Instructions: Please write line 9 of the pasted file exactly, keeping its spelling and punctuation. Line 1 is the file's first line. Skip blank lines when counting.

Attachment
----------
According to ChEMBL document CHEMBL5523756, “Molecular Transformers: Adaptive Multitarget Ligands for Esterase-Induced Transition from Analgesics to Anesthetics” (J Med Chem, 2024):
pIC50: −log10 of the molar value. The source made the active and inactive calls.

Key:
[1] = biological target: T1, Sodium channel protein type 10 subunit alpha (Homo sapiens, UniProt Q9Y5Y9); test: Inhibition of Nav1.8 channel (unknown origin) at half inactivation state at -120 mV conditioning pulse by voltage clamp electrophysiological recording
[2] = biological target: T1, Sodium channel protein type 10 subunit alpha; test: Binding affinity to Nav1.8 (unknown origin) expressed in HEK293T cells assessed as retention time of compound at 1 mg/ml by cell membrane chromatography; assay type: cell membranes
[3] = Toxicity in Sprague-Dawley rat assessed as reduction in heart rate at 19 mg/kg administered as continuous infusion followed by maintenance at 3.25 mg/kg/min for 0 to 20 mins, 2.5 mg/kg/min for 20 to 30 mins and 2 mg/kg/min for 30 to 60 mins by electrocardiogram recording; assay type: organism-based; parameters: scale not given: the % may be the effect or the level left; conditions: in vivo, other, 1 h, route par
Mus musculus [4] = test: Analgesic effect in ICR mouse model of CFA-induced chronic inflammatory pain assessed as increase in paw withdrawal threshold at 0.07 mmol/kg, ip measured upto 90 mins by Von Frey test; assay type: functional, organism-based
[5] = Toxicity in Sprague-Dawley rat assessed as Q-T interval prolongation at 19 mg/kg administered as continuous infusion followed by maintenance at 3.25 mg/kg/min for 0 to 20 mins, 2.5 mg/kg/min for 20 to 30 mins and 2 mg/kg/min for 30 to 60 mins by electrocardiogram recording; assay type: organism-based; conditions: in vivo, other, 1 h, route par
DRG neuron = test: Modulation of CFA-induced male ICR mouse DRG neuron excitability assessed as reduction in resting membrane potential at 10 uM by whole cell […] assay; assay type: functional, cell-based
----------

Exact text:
DRG neuron = test: Modulation of CFA-induced male ICR mouse DRG neuron excitability assessed as reduction in resting membrane potential at 10 uM by whole cell […] assay; assay type: functional, cell-based